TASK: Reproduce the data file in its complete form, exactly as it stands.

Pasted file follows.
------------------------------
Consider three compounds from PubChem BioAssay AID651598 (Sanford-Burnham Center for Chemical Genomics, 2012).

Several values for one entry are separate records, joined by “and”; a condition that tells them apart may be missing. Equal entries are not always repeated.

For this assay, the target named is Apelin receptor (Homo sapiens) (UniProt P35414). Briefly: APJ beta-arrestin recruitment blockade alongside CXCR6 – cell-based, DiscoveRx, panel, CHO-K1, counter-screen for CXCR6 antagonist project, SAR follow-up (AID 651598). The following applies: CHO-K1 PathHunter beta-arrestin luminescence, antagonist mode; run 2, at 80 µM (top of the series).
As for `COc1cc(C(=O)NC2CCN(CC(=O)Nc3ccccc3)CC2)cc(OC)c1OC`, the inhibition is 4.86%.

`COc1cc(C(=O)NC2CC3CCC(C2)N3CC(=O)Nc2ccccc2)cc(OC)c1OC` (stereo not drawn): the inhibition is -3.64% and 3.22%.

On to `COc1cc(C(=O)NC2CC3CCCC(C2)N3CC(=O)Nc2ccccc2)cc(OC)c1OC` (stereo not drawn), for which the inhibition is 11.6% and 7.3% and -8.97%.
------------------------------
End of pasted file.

Consider three compounds from PubChem BioAssay AID651598 (Sanford-Burnham Center for Chemical Genomics, 2012).

Several values for one entry are separate records, joined by “and”; a condition that tells them apart may be missing. Equal entries are not always repeated.

For this assay, the target named is Apelin receptor (Homo sapiens) (UniProt P35414). Briefly: APJ beta-arrestin recruitment blockade alongside CXCR6 – cell-based, DiscoveRx, panel, CHO-K1, counter-screen for CXCR6 antagonist project, SAR follow-up (AID 651598). The following applies: CHO-K1 PathHunter beta-arrestin luminescence, antagonist mode; run 2, at 80 µM (top of the series).
As for `COc1cc(C(=O)NC2CCN(CC(=O)Nc3ccccc3)CC2)cc(OC)c1OC`, the inhibition is 4.86%.

`COc1cc(C(=O)NC2CC3CCC(C2)N3CC(=O)Nc2ccccc2)cc(OC)c1OC` (stereo not drawn): the inhibition is -3.64% and 3.22%.

On to `COc1cc(C(=O)NC2CC3CCCC(C2)N3CC(=O)Nc2ccccc2)cc(OC)c1OC` (stereo not drawn), for which the inhibition is 11.6% and 7.3% and -8.97%.